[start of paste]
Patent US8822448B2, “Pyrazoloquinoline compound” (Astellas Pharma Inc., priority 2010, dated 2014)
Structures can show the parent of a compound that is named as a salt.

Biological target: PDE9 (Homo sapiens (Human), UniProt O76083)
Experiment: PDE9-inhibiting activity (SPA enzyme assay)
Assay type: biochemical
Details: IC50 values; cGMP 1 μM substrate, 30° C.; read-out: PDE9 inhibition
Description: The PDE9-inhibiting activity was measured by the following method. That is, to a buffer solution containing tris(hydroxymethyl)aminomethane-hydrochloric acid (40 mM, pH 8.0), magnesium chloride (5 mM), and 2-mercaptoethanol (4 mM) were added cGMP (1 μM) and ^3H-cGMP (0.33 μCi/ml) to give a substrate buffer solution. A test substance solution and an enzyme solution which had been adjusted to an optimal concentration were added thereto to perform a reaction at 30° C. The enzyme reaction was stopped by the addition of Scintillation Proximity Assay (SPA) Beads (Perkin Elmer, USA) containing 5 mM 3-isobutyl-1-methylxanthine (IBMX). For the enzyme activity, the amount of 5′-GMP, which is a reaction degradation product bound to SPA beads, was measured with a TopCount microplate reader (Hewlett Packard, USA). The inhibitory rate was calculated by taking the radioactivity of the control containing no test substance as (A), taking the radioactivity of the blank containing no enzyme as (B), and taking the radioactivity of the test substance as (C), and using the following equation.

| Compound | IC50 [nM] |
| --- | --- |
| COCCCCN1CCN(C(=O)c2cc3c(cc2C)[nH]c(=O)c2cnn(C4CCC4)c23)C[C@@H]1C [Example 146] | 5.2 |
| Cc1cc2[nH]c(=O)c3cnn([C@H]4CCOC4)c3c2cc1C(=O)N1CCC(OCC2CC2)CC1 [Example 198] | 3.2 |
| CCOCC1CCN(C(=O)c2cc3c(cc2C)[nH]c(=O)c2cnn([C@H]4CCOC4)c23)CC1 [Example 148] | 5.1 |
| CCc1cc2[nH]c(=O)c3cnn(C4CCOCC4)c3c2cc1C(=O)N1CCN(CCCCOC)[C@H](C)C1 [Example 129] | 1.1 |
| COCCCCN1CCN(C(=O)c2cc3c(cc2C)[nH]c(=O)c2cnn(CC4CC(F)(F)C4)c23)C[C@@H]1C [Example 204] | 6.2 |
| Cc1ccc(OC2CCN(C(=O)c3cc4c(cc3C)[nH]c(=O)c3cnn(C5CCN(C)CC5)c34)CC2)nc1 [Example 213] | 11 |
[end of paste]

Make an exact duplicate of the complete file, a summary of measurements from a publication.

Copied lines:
Patent US8822448B2, “Pyrazoloquinoline compound” (Astellas Pharma Inc., priority 2010, dated 2014)
Structures can show the parent of a compound that is named as a salt.

Biological target: PDE9 (Homo sapiens (Human), UniProt O76083)
Experiment: PDE9-inhibiting activity (SPA enzyme assay)
Assay type: biochemical
Details: IC50 values; cGMP 1 μM substrate, 30° C.; read-out: PDE9 inhibition
Description: The PDE9-inhibiting activity was measured by the following method. That is, to a buffer solution containing tris(hydroxymethyl)aminomethane-hydrochloric acid (40 mM, pH 8.0), magnesium chloride (5 mM), and 2-mercaptoethanol (4 mM) were added cGMP (1 μM) and ^3H-cGMP (0.33 μCi/ml) to give a substrate buffer solution. A test substance solution and an enzyme solution which had been adjusted to an optimal concentration were added thereto to perform a reaction at 30° C. The enzyme reaction was stopped by the addition of Scintillation Proximity Assay (SPA) Beads (Perkin Elmer, USA) containing 5 mM 3-isobutyl-1-methylxanthine (IBMX). For the enzyme activity, the amount of 5′-GMP, which is a reaction degradation product bound to SPA beads, was measured with a TopCount microplate reader (Hewlett Packard, USA). The inhibitory rate was calculated by taking the radioactivity of the control containing no test substance as (A), taking the radioactivity of the blank containing no enzyme as (B), and taking the radioactivity of the test substance as (C), and using the following equation.

| Compound | IC50 [nM] |
| --- | --- |
| COCCCCN1CCN(C(=O)c2cc3c(cc2C)[nH]c(=O)c2cnn(C4CCC4)c23)C[C@@H]1C [Example 146] | 5.2 |
| Cc1cc2[nH]c(=O)c3cnn([C@H]4CCOC4)c3c2cc1C(=O)N1CCC(OCC2CC2)CC1 [Example 198] | 3.2 |
| CCOCC1CCN(C(=O)c2cc3c(cc2C)[nH]c(=O)c2cnn([C@H]4CCOC4)c23)CC1 [Example 148] | 5.1 |
| CCc1cc2[nH]c(=O)c3cnn(C4CCOCC4)c3c2cc1C(=O)N1CCN(CCCCOC)[C@H](C)C1 [Example 129] | 1.1 |
| COCCCCN1CCN(C(=O)c2cc3c(cc2C)[nH]c(=O)c2cnn(CC4CC(F)(F)C4)c23)C[C@@H]1C [Example 204] | 6.2 |
| Cc1ccc(OC2CCN(C(=O)c3cc4c(cc3C)[nH]c(=O)c3cnn(C5CCN(C)CC5)c34)CC2)nc1 [Example 213] | 11 |